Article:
In the early Aughts, when I was a student at Belmont, I often spent lunches at the now-defunct CD Warehouse on 21st Avenue, talking with friends who manned the registers (when they weren't shooing away panhandlers trying to sell shrink-wrapped copies of The Sopranos). On one of those afternoons, local musician and then-clerk Ryan Parrish introduced me to Failure's Fantastic Planet, which prompted the sort of noncommittal response one can expect from a beleaguered political science student in the throes of writing his thesis: "Very cool. Very '90s. But spacey."
Thing is, Parrish responded, Failure was from the '90s. These weren't revisionist dilettantes spewing grunge affectations as a cheap nod to nostalgia. But for some reason, the band had not carried the same historical weight as their contemporaries in Nirvana, Soundgarden, Pearl Jam and the like.
It turns out I wasn't the only one who missed the L.A. trio's brief heyday. Ken Andrews, a former film student who founded Failure with guitarist Greg Edwards, recalls being flummoxed by the band's growing myth in the years that followed its demise in 1997.
"I'd be in a conversation with a bunch of other people in bands, and they would say something like, 'Well, you know, Failure's such a legend now,' " Andrews tells the Scene. "And I'm like, 'What the fuck are you talking about?' No one really cared that much when we were together."
In February, Andrews, Edwards and the drummer Kellii Scott tested that theory by booking a show at L.A.'s El Rey Theatre. The gig sold out in minutes, which, Andrews points out, would've never happened in the '90s. Andrews says at one recent appearance, he was shocked to find the club filled with a different sort of fan than one might expect at a reunion gig for a spacey, Alternative Nation-era cult act.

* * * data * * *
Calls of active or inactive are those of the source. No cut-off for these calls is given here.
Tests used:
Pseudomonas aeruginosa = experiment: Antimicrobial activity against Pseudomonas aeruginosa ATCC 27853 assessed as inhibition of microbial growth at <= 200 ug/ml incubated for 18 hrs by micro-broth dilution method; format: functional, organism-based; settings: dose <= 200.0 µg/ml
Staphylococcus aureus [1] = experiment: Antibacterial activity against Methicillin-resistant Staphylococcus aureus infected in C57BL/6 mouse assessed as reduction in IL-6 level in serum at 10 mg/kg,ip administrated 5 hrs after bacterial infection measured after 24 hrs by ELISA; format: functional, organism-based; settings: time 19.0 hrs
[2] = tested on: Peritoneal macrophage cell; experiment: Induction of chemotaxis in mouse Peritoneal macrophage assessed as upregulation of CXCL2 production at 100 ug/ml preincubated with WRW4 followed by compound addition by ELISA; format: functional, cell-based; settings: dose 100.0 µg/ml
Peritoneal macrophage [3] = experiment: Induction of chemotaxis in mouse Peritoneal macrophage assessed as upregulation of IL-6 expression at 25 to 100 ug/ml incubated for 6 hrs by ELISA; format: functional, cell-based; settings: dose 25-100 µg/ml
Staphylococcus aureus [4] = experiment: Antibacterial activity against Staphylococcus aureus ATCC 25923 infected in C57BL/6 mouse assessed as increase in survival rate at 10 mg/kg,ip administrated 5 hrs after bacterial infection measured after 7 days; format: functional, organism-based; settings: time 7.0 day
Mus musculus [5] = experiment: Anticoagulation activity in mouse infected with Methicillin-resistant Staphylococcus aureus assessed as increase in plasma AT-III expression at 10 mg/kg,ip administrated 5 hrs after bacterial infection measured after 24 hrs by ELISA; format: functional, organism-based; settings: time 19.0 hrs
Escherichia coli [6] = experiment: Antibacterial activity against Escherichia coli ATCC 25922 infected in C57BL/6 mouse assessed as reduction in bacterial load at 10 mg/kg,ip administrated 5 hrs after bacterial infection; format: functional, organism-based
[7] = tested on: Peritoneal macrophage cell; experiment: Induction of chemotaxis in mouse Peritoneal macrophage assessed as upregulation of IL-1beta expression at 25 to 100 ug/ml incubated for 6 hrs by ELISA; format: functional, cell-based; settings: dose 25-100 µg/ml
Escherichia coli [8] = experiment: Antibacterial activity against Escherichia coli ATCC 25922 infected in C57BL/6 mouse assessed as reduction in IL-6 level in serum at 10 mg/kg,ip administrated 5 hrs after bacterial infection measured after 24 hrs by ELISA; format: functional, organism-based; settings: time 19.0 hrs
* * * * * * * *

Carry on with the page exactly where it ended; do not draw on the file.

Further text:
"I was kind of freaking out looking at the audience, because it seemed like there were a lot of younger people up front," Andrews says. "I couldn't really tell — my eyesight's not so good anymore — so I asked the audience halfway through the show, 'How many people saw us play live in the '90s?' And less than a third of the room raised their hands. ... So that kind of sealed it for us, like, 'OK, clearly with no promotion, with no label, with no nothing, these kids are finding our music and liking it.' "
Fantastic Planet standout "Stuck on You" was a minor hit, and its video received light MTV airplay, so it can't be said that Failure was a total flop during the Clinton years. For his part, Tool's Maynard James Keenan saw the trio's potential almost immediately, bringing Failure on tour early in their ascent. Still, Failure's success was relatively meager. Big, distorted guitars and misanthropy were en vogue, sure — and Failure's three LPs contained plenty of that, along with the era's requisite drug-culture trappings — but the band was notoriously hard to classify. How, for instance, were radio programmers supposed to make sense of a rock act that telegraphed pain through the lens of stargazing stop-motion films made in France? (The title Fantastic Planet was lifted from René Laloux's 1973 film of same name, as were samples from its sound design.)
Listen to Fantastic Planet's "Another Space Song" and you'll get the drift: Failure was a group of aesthetic voyagers disguised as run-of-the-mill Gen X loners, seemingly more interested in the endless possibilities of production than the lion's share of their chart-topping peers.
"We can just tell that record is very loved by our fans," Andrews says. "So it's a bit of pressure actually — pressure we're putting on ourselves, and pressure from our listeners."
He's referring to the pressure as it applies to another full-length record, which Failure is currently laboring over between tours and other musical responsibilities. But all signs point to the band being as sturdy as they were in the Fantastic Planet years. Their recently debuted song "Come Crashing" affirmed that Failure's swan song may not have been an aberration — the track is as enveloping and nuanced as the trio's best stuff. And amazingly, it doesn't feel dated. It creates its own gravity, like everything else Failure's written.
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